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!standard 13.3(16)          07-10-23 AC95-00148/01
!class confirmation 07-10-23
!status received no action 07-10-23
!status received 07-09-25
!subject 'Address of anonymous objects and tasks?
!summary
!appendix

!topic 'Address of anonymous objects and tasks?
!reference 13.3(16)
!from Adam Beneschan 07-09-25
!discussion

This is a question about Implementation Advice, so perhaps it's not
quite as important to nail down the exact meaning as, say, a Legality
Rule; but it's still important to know what users who write portable
code have a right to expect.

Anyway, 13.3(16) says: "X'Address should produce a useful result if X
is an object that is aliased or of a by-reference type, or is an
entity whose Address has been specified."

The return object created as the result of evaluating a function call
is an object (3.3(10)).  So suppose a function Func returns a tagged
type or some other by-reference type.  Is it recommended that
implementations should support this (i.e. return a useful value)?

    Addr := Func(1)'Address;

It would seem silly to require this, since the anonymous object
created by Func is possibly going to cease to exist after this
statement.  I don't know what the Implementation Advice would mean in
this case---does the compiler have to ensure that this anonymous
object is generated in a place where it will never disappear?

Or should wording be added to 13.3(16) to clarify that that kind of
object isn't meant here?  (Maybe a "To be honest" in the AARM would be
enough?)

Secondary question: A task type is a by-reference type, but is it
really intended that X'Address "should produce a useful result" if X
is a task object?  Unlike other objects, which contain "data" of an
Ada type (even protected objects usually carry some sort of data), a
task object isn't really "data" and the 'Address concept doesn't
really make intuitive sense.  For many implementations it may make
sense to define 'Address in a way peculiar to that implementation, but
it doesn't seem that the RM ought to be suggesting that 'Address has
to be useful in all implementations.

****************************************************************

From: Randy Brukardt
Sent: Tuesday, October 16, 2007  2:15 AM

I just happened to notice this rather old question...

> Anyway, 13.3(16) says: "X'Address should produce a useful result if X
> is an object that is aliased or of a by-reference type, or is an
> entity whose Address has been specified."

My understanding of the intent of this rule is that 'Address should work
(that is, return a real machine address) when 'Access is allowed. OTOH, when
'Access is not allowed, then the compiler can allocate the object in a way
that 'Address doesn't work (for instance, in a register). That's what the
AARM notes following 13.3(16) say.

> The return object created as the result of evaluating a function call
> is an object (3.3(10)).  So suppose a function Func returns a tagged
> type or some other by-reference type.  Is it recommended that
> implementations should support this (i.e. return a useful value)?
>
>     Addr := Func(1)'Address;
>
> It would seem silly to require this, since the anonymous object
> created by Func is possibly going to cease to exist after this
> statement.  I don't know what the Implementation Advice would mean in
> this case---does the compiler have to ensure that this anonymous
> object is generated in a place where it will never disappear?

No, of course not. The IA says nothing about the lifetime of the object,
only that you get a real machine address when you ask for it on the object.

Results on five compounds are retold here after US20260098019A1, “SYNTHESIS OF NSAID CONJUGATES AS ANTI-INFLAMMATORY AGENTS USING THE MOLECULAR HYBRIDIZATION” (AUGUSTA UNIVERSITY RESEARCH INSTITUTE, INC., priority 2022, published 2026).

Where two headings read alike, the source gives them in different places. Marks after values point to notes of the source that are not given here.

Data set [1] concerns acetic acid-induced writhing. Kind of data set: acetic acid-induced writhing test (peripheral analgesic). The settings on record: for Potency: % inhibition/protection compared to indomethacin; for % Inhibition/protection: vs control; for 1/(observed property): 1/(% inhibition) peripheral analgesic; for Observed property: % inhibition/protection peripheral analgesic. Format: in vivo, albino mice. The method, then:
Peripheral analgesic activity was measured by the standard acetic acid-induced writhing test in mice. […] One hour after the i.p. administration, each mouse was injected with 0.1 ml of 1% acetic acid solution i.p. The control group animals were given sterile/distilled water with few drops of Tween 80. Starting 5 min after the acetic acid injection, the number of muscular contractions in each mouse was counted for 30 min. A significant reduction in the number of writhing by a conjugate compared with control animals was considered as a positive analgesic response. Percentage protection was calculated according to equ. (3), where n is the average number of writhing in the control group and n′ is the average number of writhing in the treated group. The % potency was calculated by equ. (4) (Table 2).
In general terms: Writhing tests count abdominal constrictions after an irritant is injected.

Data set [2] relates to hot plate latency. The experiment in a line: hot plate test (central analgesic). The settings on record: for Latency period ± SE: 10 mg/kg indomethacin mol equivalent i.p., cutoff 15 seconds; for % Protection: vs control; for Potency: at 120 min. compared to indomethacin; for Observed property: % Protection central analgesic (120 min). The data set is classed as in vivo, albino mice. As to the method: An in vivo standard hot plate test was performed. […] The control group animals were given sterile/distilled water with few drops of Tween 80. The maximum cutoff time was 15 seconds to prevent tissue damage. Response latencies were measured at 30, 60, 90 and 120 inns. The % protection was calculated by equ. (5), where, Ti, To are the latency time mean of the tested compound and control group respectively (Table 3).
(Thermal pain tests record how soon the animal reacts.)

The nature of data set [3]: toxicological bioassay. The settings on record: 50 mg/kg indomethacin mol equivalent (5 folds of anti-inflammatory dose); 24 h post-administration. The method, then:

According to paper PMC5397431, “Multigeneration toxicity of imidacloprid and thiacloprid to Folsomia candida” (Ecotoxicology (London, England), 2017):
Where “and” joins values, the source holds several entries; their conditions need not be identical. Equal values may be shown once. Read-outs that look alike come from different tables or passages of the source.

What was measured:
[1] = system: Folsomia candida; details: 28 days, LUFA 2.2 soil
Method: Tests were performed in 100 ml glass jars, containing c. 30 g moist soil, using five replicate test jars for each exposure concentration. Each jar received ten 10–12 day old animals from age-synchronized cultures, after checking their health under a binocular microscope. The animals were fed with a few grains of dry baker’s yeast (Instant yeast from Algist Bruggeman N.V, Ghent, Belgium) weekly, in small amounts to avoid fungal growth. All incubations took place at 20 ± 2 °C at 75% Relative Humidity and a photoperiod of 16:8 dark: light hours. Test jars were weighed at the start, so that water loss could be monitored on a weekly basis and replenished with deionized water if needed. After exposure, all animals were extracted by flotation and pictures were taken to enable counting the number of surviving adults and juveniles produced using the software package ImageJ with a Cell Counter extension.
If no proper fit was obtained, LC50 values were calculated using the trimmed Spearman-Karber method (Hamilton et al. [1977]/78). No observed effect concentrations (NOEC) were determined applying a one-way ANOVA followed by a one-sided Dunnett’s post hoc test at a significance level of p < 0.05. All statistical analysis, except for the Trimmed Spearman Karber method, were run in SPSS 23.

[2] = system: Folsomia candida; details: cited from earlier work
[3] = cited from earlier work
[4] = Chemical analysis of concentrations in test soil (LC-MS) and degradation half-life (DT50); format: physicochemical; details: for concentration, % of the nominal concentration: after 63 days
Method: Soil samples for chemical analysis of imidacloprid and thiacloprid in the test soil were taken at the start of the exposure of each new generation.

Just because the IA requires a "useful result" at the point of the 'Address
doesn't mean that the object won't disappear later. Indeed, that is one of
the reasons for this advice: to make it clear that compilers don't have to
bend over backwards to try to keep objects that are referenced with 'Address
in memory.

Note that this can be a useful capability, for instance if it is used inside
of Adjust for the assignment of a function:
     Obj := Func(1);

Similarly, the lifetime of the object can be varied easily:

     Obj : T renames Func(1);
     Addr := Obj'Address; -- The IA says this should work.

> Or should wording be added to 13.3(16) to clarify that that kind of
> object isn't meant here?  (Maybe a "To be honest" in the AARM would be
> enough?)

I suppose a note that nothing about this advice is intended to change the
lifetime of an object would be OK to add to the AARM. But it doesn't seem
very necessary to me; 'Address doesn't have any effect on the semantics of
the object (I hope).

> Secondary question: A task type is a by-reference type, but is it
> really intended that X'Address "should produce a useful result" if X
> is a task object?  Unlike other objects, which contain "data" of an
> Ada type (even protected objects usually carry some sort of data), a
> task object isn't really "data" and the 'Address concept doesn't
> really make intuitive sense.  For many implementations it may make
> sense to define 'Address in a way peculiar to that implementation, but
> it doesn't seem that the RM ought to be suggesting that 'Address has
> to be useful in all implementations.

I don't think 'Address is very useful for reading in Ada 95 programs anyway;
it's important to be able to specify it, but you are better off using
'Access rather than 'Address when reading.

Thus, I'd expect the rules for 'Address and 'Access to be essentially the
same. It seems odd that tasks are required to be allowed for 'Address but
'Access isn't allowed (without an explicit aliased declaration). And I doubt
that there is anything "useful" about whatever the result would be. Still,
it seems insufficiently broken; I don't know of any real problem making task
objects act as if they are aliased - it might be a bit less efficient than
necessary, but you're not likely to have millions of tasks.

****************************************************************

From: Adam Beneschan
Sent: Wednesday, October 17, 2007 11:10 AM

...
> > It would seem silly to require this, since the anonymous object
> > created by Func is possibly going to cease to exist after this
> > statement.  I don't know what the Implementation Advice would mean in
> > this case---does the compiler have to ensure that this anonymous